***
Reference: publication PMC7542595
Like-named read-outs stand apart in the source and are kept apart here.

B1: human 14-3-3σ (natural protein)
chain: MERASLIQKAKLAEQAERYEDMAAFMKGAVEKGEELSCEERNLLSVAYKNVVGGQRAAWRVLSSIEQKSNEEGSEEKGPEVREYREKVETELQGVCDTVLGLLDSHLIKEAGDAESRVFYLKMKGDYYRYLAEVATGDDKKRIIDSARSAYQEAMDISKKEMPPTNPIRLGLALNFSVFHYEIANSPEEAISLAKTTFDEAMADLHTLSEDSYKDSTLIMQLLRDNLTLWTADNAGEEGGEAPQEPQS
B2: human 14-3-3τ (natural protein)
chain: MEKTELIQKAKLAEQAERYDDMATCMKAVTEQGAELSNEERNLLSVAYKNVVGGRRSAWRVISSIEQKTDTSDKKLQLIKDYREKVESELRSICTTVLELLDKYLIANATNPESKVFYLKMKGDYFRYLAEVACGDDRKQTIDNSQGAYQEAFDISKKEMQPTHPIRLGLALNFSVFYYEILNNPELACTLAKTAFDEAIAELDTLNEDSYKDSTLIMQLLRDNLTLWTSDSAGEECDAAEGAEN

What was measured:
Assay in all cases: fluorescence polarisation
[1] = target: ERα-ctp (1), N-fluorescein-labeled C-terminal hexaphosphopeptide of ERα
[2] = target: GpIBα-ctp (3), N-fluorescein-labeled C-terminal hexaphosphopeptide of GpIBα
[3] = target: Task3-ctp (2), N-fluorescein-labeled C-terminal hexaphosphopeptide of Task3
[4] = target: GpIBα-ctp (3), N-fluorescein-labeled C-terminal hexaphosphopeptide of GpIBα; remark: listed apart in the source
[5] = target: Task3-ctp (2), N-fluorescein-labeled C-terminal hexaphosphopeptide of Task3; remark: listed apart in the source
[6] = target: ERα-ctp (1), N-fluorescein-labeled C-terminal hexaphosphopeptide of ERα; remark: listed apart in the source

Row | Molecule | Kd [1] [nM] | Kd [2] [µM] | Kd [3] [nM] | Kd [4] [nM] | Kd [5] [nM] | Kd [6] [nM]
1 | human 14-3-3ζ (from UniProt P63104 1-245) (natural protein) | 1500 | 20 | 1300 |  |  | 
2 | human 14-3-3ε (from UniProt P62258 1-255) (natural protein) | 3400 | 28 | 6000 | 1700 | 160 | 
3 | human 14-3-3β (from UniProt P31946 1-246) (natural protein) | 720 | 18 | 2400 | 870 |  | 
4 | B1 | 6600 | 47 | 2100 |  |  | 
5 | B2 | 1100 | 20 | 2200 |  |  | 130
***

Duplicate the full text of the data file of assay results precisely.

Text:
Reference: publication PMC7542595
Like-named read-outs stand apart in the source and are kept apart here.

B1: human 14-3-3σ (natural protein)
chain: MERASLIQKAKLAEQAERYEDMAAFMKGAVEKGEELSCEERNLLSVAYKNVVGGQRAAWRVLSSIEQKSNEEGSEEKGPEVREYREKVETELQGVCDTVLGLLDSHLIKEAGDAESRVFYLKMKGDYYRYLAEVATGDDKKRIIDSARSAYQEAMDISKKEMPPTNPIRLGLALNFSVFHYEIANSPEEAISLAKTTFDEAMADLHTLSEDSYKDSTLIMQLLRDNLTLWTADNAGEEGGEAPQEPQS
B2: human 14-3-3τ (natural protein)
chain: MEKTELIQKAKLAEQAERYDDMATCMKAVTEQGAELSNEERNLLSVAYKNVVGGRRSAWRVISSIEQKTDTSDKKLQLIKDYREKVESELRSICTTVLELLDKYLIANATNPESKVFYLKMKGDYFRYLAEVACGDDRKQTIDNSQGAYQEAFDISKKEMQPTHPIRLGLALNFSVFYYEILNNPELACTLAKTAFDEAIAELDTLNEDSYKDSTLIMQLLRDNLTLWTSDSAGEECDAAEGAEN

What was measured:
Assay in all cases: fluorescence polarisation
[1] = target: ERα-ctp (1), N-fluorescein-labeled C-terminal hexaphosphopeptide of ERα
[2] = target: GpIBα-ctp (3), N-fluorescein-labeled C-terminal hexaphosphopeptide of GpIBα
[3] = target: Task3-ctp (2), N-fluorescein-labeled C-terminal hexaphosphopeptide of Task3
[4] = target: GpIBα-ctp (3), N-fluorescein-labeled C-terminal hexaphosphopeptide of GpIBα; remark: listed apart in the source
[5] = target: Task3-ctp (2), N-fluorescein-labeled C-terminal hexaphosphopeptide of Task3; remark: listed apart in the source
[6] = target: ERα-ctp (1), N-fluorescein-labeled C-terminal hexaphosphopeptide of ERα; remark: listed apart in the source

Row | Molecule | Kd [1] [nM] | Kd [2] [µM] | Kd [3] [nM] | Kd [4] [nM] | Kd [5] [nM] | Kd [6] [nM]
1 | human 14-3-3ζ (from UniProt P63104 1-245) (natural protein) | 1500 | 20 | 1300 |  |  | 
2 | human 14-3-3ε (from UniProt P62258 1-255) (natural protein) | 3400 | 28 | 6000 | 1700 | 160 | 
3 | human 14-3-3β (from UniProt P31946 1-246) (natural protein) | 720 | 18 | 2400 | 870 |  | 
4 | B1 | 6600 | 47 | 2100 |  |  | 
5 | B2 | 1100 | 20 | 2200 |  |  | 130